QUEBEC SUPERIOR COURT RULES THAT TRUCKER’S LIABILITY LIMIT IS BASED ON CONTRACT WEIGHT, NOT THE WEIGHT OF THE CARGO ACTUALLY CARRIED.
SHAWN K. FAGUY
Our firm represented St. Paul Travelers (“Travelers”), the subrogated insurer of Boutique Jacob Inc. (“Jacob”), a well known clothing retailer. Some of Jacob’s merchandise was destroyed by fire whilst being trucked westward from Montreal. Our mandate was to recover as much as possible for our client.
Jacob had a contract with Purolator Courier Ltd. (“Purolator”) to transport its goods from Montreal to its many retail locations throughout Canada. On March 28, 2005, Jacob remitted 3191 boxes of its goods having a weight of 60 525 lbs. (the “Shipment”) to Purolator to be carried to Boutique Jacob’s retail locations in Quebec, Ontario, Alberta and British Columbia. Purolator brought the Shipment to its sorting warehouse and subdivided the boxes for transport based on destination. 117 cartons of the Shipment were sub-contracted for carriage to Arnold Bros. Transport Ltd. (“Arnold Bros.”) for delivery to Calgary. During transit, the Arnold Bros. trailer carrying these 117 cartons caught fire and this merchandise was destroyed. Travelers instituted an action against both Purolator and Arnold Bros. seeking the full invoice value of the lost goods. Before trial, Purolator settled with the express understanding that the settlement funds received would be for costs only and would not impact the continued litigation against Arnold Bros. As such, Travelers proceeded to trial against Arnold Bros. only.
At the trial, the following issues were to be determined:
1. Could Arnold Bros. avail itself of a limitation of liability contained in the contract in place between Jacob and Purolator and, if so, did the limitation apply to the Shipment comprising 3191 boxes (the contract quantity) or only to the 117 boxes (being the amount received by Arnold Bros.) which were destroyed?
2. What was the quantum of St. Paul’s damages?
Quebec law differs from most common law jurisdictions in that successive carriers to a contract of transportation are deemed parties to the initial contract of carriage even though there is no actual contractual privity between the shipper and the sub-carriers. This constitutes a statutory exception to the rule of contractual privity. The purpose behind the enactment of this article was to allow a shipper to sue successive carriers in contract. However, this article can have the additional effect of allowing a sub-carrier to benefit from a limitation of liability which is contained in the initial contract of carriage. In this instance, the contract between Jacob and Purolator stated that a limitation of Liability of $2.00/lb. would be applied to the “poids total de l’expédition” which loosely translated means “total weight of the shipment”. Arnold Bros. made the argument that the total weight of the shipment was not the entirety of the goods remitted to Purolator on the day in question but rather the weight of the goods Arnold Bros. had received and which were damaged on route to Calgary. The Court rejected this argument stating it could lead to the artificial subdivision of shipments which would result in further limits of liability beyond what the parties had agreed to.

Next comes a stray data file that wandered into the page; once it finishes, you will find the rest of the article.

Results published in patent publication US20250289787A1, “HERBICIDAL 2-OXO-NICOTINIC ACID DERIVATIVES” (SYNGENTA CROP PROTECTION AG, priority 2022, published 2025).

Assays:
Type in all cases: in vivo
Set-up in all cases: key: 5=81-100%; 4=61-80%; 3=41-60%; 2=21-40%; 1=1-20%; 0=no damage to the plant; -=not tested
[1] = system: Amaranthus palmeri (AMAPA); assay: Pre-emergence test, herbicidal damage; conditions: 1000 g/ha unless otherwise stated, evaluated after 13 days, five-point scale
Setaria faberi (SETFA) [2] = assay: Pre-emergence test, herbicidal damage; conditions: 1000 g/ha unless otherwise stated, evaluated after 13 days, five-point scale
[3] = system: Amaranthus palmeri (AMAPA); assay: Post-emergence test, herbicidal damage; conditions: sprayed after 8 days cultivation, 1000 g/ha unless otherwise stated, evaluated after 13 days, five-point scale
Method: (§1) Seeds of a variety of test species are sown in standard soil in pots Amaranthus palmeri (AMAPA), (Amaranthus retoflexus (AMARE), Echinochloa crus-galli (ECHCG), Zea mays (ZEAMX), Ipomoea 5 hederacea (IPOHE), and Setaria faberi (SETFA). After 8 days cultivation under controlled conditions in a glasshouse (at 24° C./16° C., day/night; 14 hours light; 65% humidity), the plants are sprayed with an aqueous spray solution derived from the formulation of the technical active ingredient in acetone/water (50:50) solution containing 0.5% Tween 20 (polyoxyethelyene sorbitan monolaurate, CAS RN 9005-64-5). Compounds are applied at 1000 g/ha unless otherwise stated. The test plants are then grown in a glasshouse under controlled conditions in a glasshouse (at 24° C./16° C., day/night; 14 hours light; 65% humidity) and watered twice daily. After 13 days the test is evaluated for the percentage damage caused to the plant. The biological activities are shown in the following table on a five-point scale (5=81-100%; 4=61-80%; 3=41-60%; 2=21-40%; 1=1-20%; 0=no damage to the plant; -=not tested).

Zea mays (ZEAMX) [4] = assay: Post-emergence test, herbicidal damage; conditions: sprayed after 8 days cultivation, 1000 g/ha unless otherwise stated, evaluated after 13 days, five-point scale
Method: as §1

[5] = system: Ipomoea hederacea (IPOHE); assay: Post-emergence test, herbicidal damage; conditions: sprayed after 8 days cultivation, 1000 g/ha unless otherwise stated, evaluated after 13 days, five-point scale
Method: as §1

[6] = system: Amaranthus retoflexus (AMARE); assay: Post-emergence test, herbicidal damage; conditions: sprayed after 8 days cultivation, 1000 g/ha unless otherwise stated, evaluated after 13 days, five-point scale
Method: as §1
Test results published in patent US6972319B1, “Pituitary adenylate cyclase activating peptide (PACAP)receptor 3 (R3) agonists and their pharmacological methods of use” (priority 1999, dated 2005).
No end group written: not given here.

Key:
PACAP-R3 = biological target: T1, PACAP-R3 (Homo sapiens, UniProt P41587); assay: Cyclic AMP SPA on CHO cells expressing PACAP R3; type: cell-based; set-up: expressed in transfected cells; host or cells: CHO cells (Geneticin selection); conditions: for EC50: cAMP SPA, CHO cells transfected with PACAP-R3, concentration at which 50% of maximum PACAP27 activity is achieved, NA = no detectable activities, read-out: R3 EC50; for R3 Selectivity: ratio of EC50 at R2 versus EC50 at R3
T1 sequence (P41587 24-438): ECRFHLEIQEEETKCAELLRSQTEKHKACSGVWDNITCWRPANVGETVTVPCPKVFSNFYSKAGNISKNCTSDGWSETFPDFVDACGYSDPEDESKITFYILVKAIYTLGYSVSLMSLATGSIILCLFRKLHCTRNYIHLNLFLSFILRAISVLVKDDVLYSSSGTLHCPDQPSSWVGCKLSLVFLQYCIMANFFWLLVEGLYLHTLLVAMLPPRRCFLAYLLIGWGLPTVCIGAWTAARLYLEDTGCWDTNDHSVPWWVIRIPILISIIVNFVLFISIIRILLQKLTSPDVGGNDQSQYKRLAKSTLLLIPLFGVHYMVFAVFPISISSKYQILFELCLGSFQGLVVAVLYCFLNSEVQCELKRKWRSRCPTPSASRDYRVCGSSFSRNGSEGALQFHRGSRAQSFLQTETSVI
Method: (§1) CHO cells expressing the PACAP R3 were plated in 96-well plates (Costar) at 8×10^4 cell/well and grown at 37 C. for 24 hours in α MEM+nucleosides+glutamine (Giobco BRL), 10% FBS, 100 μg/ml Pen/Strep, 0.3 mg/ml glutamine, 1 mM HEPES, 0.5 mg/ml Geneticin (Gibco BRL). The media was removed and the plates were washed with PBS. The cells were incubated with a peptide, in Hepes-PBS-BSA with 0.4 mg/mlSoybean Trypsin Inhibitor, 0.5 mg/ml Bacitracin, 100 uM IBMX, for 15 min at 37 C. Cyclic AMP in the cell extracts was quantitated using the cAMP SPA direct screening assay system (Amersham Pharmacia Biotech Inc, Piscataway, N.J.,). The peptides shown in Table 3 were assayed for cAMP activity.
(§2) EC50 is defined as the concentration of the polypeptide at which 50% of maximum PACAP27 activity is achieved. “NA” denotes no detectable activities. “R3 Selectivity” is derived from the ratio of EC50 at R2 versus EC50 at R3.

Moreover, even though Arnold Bros. had received only 117 cartons of merchandise having a total weight of approximately 2 250 lbs. and therefore a potential limit of liability of approximately $4,500), it was held that the limit of liability would be calculated on the total weight of the Shipment consigned to Purolator (the contract quantity), not on the weight of the goods actually received by Arnold Bros. Because the limitation fund calculated on the total weight of the Shipment exceeded the amount of Travelers action, limitation was not a factor in the amount awarded. Thus, recovery in the capital amount of $91,372.27 plus interest and costs was achieved.
With respect to quantum, the Jacob witness testified that Jacob could track the historical sales prices of the styles of the garments that were lost. Since the lost goods could not be replaced owing to Jacob’s ordering and sales cycles, the court awarded Travelers all of Jacob’s actual lost profit in addition to the landed cost of the Shipment.
Lastly, with respect to the settlement entered into between Travelers and Purolator, it is important to know that because the settlement agreement specifically provided that the settlement was for costs only, the Court refused to offset the Purolator settlement amount against the recovery from Arnold Bros. This very important point should guide parties regarding settlements against multiple
defendants which may allow claimants to maximize their recoveries and apply settlement funds specifically to costs and legal fees as opposed to diminishing the capital amount of a claim against another defendant.
Please note that the delay for appeal has not yet expired.
This article is provided for information purposes only and does not constitute a legal opinion. Sproule Faguy is a Limited Liability Partnership specializing in insurance, transportation, civil and commercial litigation.
November 21, 2008